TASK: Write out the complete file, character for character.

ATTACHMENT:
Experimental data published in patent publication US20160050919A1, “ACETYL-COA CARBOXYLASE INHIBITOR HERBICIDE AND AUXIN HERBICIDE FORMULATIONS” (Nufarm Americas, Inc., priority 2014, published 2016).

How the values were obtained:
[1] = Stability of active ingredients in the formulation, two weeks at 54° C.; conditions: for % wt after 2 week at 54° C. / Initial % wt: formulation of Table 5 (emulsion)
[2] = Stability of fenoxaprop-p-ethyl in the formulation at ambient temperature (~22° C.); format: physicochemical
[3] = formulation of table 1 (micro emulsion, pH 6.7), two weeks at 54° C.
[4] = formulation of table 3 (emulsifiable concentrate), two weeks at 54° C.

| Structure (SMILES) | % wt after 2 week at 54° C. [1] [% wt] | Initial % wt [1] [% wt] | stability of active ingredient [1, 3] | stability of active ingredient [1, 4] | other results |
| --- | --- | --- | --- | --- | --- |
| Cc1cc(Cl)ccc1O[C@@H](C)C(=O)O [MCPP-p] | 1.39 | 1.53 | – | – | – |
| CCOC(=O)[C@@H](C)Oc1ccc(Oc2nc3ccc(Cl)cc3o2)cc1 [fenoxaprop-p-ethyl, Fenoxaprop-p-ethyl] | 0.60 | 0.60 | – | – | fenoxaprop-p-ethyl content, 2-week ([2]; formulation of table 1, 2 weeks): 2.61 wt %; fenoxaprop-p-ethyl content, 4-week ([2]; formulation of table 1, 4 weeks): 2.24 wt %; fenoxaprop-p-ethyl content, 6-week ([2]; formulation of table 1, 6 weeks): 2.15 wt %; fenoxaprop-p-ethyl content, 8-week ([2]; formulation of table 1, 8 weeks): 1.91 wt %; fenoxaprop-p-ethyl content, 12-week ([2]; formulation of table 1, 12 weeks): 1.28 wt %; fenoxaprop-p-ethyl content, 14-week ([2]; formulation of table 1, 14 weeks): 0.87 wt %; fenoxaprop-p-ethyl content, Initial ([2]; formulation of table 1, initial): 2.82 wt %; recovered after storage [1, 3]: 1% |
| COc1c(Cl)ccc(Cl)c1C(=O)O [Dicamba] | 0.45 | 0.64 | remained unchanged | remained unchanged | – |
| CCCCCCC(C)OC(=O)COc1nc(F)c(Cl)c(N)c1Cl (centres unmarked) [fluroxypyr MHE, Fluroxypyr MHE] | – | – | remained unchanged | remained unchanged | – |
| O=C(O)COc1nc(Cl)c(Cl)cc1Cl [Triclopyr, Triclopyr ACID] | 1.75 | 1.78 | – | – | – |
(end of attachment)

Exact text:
Experimental data published in patent publication US20160050919A1, “ACETYL-COA CARBOXYLASE INHIBITOR HERBICIDE AND AUXIN HERBICIDE FORMULATIONS” (Nufarm Americas, Inc., priority 2014, published 2016).

How the values were obtained:
[1] = Stability of active ingredients in the formulation, two weeks at 54° C.; conditions: for % wt after 2 week at 54° C. / Initial % wt: formulation of Table 5 (emulsion)
[2] = Stability of fenoxaprop-p-ethyl in the formulation at ambient temperature (~22° C.); format: physicochemical
[3] = formulation of table 1 (micro emulsion, pH 6.7), two weeks at 54° C.
[4] = formulation of table 3 (emulsifiable concentrate), two weeks at 54° C.

| Structure (SMILES) | % wt after 2 week at 54° C. [1] [% wt] | Initial % wt [1] [% wt] | stability of active ingredient [1, 3] | stability of active ingredient [1, 4] | other results |
| --- | --- | --- | --- | --- | --- |
| Cc1cc(Cl)ccc1O[C@@H](C)C(=O)O [MCPP-p] | 1.39 | 1.53 | – | – | – |
| CCOC(=O)[C@@H](C)Oc1ccc(Oc2nc3ccc(Cl)cc3o2)cc1 [fenoxaprop-p-ethyl, Fenoxaprop-p-ethyl] | 0.60 | 0.60 | – | – | fenoxaprop-p-ethyl content, 2-week ([2]; formulation of table 1, 2 weeks): 2.61 wt %; fenoxaprop-p-ethyl content, 4-week ([2]; formulation of table 1, 4 weeks): 2.24 wt %; fenoxaprop-p-ethyl content, 6-week ([2]; formulation of table 1, 6 weeks): 2.15 wt %; fenoxaprop-p-ethyl content, 8-week ([2]; formulation of table 1, 8 weeks): 1.91 wt %; fenoxaprop-p-ethyl content, 12-week ([2]; formulation of table 1, 12 weeks): 1.28 wt %; fenoxaprop-p-ethyl content, 14-week ([2]; formulation of table 1, 14 weeks): 0.87 wt %; fenoxaprop-p-ethyl content, Initial ([2]; formulation of table 1, initial): 2.82 wt %; recovered after storage [1, 3]: 1% |
| COc1c(Cl)ccc(Cl)c1C(=O)O [Dicamba] | 0.45 | 0.64 | remained unchanged | remained unchanged | – |
| CCCCCCC(C)OC(=O)COc1nc(F)c(Cl)c(N)c1Cl (centres unmarked) [fluroxypyr MHE, Fluroxypyr MHE] | – | – | remained unchanged | remained unchanged | – |
| O=C(O)COc1nc(Cl)c(Cl)cc1Cl [Triclopyr, Triclopyr ACID] | 1.75 | 1.78 | – | – | – |